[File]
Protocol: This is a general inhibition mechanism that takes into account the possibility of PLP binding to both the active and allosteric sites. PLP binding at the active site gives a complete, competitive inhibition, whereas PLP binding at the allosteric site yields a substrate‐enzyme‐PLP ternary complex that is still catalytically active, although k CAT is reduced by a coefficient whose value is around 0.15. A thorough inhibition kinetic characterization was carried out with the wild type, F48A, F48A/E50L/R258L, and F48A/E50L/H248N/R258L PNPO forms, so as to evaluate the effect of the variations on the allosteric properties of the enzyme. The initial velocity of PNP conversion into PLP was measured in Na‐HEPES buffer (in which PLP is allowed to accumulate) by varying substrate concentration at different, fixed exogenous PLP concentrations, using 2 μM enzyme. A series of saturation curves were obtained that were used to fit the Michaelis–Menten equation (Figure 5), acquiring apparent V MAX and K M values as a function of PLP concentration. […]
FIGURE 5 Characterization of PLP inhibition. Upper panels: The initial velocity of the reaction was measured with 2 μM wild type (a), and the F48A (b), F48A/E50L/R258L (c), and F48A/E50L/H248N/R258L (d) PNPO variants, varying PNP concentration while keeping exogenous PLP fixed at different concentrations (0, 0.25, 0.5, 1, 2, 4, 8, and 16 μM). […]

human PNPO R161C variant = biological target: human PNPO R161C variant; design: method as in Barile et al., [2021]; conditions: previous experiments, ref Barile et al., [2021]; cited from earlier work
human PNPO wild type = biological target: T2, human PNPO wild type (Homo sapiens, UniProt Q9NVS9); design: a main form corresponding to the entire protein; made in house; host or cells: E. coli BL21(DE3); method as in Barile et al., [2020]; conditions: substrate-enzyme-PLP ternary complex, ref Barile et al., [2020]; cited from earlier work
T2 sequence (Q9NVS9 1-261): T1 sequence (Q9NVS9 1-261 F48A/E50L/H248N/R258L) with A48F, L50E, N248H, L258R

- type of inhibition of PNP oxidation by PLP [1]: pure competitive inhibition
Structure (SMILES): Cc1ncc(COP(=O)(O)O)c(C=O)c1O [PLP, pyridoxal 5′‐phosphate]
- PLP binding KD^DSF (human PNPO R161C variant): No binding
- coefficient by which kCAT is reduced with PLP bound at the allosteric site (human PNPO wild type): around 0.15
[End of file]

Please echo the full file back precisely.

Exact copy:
Protocol: This is a general inhibition mechanism that takes into account the possibility of PLP binding to both the active and allosteric sites. PLP binding at the active site gives a complete, competitive inhibition, whereas PLP binding at the allosteric site yields a substrate‐enzyme‐PLP ternary complex that is still catalytically active, although k CAT is reduced by a coefficient whose value is around 0.15. A thorough inhibition kinetic characterization was carried out with the wild type, F48A, F48A/E50L/R258L, and F48A/E50L/H248N/R258L PNPO forms, so as to evaluate the effect of the variations on the allosteric properties of the enzyme. The initial velocity of PNP conversion into PLP was measured in Na‐HEPES buffer (in which PLP is allowed to accumulate) by varying substrate concentration at different, fixed exogenous PLP concentrations, using 2 μM enzyme. A series of saturation curves were obtained that were used to fit the Michaelis–Menten equation (Figure 5), acquiring apparent V MAX and K M values as a function of PLP concentration. […]
FIGURE 5 Characterization of PLP inhibition. Upper panels: The initial velocity of the reaction was measured with 2 μM wild type (a), and the F48A (b), F48A/E50L/R258L (c), and F48A/E50L/H248N/R258L (d) PNPO variants, varying PNP concentration while keeping exogenous PLP fixed at different concentrations (0, 0.25, 0.5, 1, 2, 4, 8, and 16 μM). […]

human PNPO R161C variant = biological target: human PNPO R161C variant; design: method as in Barile et al., [2021]; conditions: previous experiments, ref Barile et al., [2021]; cited from earlier work
human PNPO wild type = biological target: T2, human PNPO wild type (Homo sapiens, UniProt Q9NVS9); design: a main form corresponding to the entire protein; made in house; host or cells: E. coli BL21(DE3); method as in Barile et al., [2020]; conditions: substrate-enzyme-PLP ternary complex, ref Barile et al., [2020]; cited from earlier work
T2 sequence (Q9NVS9 1-261): T1 sequence (Q9NVS9 1-261 F48A/E50L/H248N/R258L) with A48F, L50E, N248H, L258R

- type of inhibition of PNP oxidation by PLP [1]: pure competitive inhibition
Structure (SMILES): Cc1ncc(COP(=O)(O)O)c(C=O)c1O [PLP, pyridoxal 5′‐phosphate]
- PLP binding KD^DSF (human PNPO R161C variant): No binding
- coefficient by which kCAT is reduced with PLP bound at the allosteric site (human PNPO wild type): around 0.15